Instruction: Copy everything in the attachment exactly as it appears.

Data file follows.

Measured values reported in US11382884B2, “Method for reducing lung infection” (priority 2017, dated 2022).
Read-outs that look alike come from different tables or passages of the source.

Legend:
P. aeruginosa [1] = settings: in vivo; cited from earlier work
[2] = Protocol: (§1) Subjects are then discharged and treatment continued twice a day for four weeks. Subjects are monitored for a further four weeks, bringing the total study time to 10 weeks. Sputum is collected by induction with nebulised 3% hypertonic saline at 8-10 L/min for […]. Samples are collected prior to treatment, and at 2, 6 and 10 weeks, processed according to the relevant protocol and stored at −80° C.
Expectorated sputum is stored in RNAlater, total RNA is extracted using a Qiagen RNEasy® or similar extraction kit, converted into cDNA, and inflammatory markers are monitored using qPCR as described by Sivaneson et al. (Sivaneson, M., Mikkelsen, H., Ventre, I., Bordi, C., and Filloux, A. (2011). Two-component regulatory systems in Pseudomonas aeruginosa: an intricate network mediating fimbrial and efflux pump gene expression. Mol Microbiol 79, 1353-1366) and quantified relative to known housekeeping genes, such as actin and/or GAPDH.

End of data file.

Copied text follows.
Measured values reported in US11382884B2, “Method for reducing lung infection” (priority 2017, dated 2022).
Read-outs that look alike come from different tables or passages of the source.

Legend:
P. aeruginosa [1] = settings: in vivo; cited from earlier work
[2] = Protocol: (§1) Subjects are then discharged and treatment continued twice a day for four weeks. Subjects are monitored for a further four weeks, bringing the total study time to 10 weeks. Sputum is collected by induction with nebulised 3% hypertonic saline at 8-10 L/min for […]. Samples are collected prior to treatment, and at 2, 6 and 10 weeks, processed according to the relevant protocol and stored at −80° C.
Expectorated sputum is stored in RNAlater, total RNA is extracted using a Qiagen RNEasy® or similar extraction kit, converted into cDNA, and inflammatory markers are monitored using qPCR as described by Sivaneson et al. (Sivaneson, M., Mikkelsen, H., Ventre, I., Bordi, C., and Filloux, A. (2011). Two-component regulatory systems in Pseudomonas aeruginosa: an intricate network mediating fimbrial and efflux pump gene expression. Mol Microbiol 79, 1353-1366) and quantified relative to known housekeeping genes, such as actin and/or GAPDH.